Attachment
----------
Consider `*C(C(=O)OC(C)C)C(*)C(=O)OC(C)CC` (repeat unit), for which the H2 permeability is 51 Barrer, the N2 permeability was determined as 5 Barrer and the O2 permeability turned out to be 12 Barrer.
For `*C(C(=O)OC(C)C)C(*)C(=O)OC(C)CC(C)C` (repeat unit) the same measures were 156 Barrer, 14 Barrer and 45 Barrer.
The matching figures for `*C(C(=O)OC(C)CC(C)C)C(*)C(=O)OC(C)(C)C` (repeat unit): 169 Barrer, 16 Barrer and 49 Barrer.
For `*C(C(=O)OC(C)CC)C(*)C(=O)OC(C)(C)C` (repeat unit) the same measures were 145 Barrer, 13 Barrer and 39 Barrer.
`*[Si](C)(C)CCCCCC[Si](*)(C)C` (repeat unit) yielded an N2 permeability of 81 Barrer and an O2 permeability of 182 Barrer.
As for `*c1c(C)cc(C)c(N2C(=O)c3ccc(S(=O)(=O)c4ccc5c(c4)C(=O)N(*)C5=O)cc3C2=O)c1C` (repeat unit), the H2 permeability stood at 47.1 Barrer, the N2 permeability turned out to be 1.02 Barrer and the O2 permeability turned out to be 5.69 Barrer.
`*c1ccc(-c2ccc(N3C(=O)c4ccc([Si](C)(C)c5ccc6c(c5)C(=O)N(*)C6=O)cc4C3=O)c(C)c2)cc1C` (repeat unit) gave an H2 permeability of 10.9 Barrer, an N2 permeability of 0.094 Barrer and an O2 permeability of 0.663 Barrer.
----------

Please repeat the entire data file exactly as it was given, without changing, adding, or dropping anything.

Consider `*C(C(=O)OC(C)C)C(*)C(=O)OC(C)CC` (repeat unit), for which the H2 permeability is 51 Barrer, the N2 permeability was determined as 5 Barrer and the O2 permeability turned out to be 12 Barrer.
For `*C(C(=O)OC(C)C)C(*)C(=O)OC(C)CC(C)C` (repeat unit) the same measures were 156 Barrer, 14 Barrer and 45 Barrer.
The matching figures for `*C(C(=O)OC(C)CC(C)C)C(*)C(=O)OC(C)(C)C` (repeat unit): 169 Barrer, 16 Barrer and 49 Barrer.
For `*C(C(=O)OC(C)CC)C(*)C(=O)OC(C)(C)C` (repeat unit) the same measures were 145 Barrer, 13 Barrer and 39 Barrer.
`*[Si](C)(C)CCCCCC[Si](*)(C)C` (repeat unit) yielded an N2 permeability of 81 Barrer and an O2 permeability of 182 Barrer.
As for `*c1c(C)cc(C)c(N2C(=O)c3ccc(S(=O)(=O)c4ccc5c(c4)C(=O)N(*)C5=O)cc3C2=O)c1C` (repeat unit), the H2 permeability stood at 47.1 Barrer, the N2 permeability turned out to be 1.02 Barrer and the O2 permeability turned out to be 5.69 Barrer.
`*c1ccc(-c2ccc(N3C(=O)c4ccc([Si](C)(C)c5ccc6c(c5)C(=O)N(*)C6=O)cc4C3=O)c(C)c2)cc1C` (repeat unit) gave an H2 permeability of 10.9 Barrer, an N2 permeability of 0.094 Barrer and an O2 permeability of 0.663 Barrer.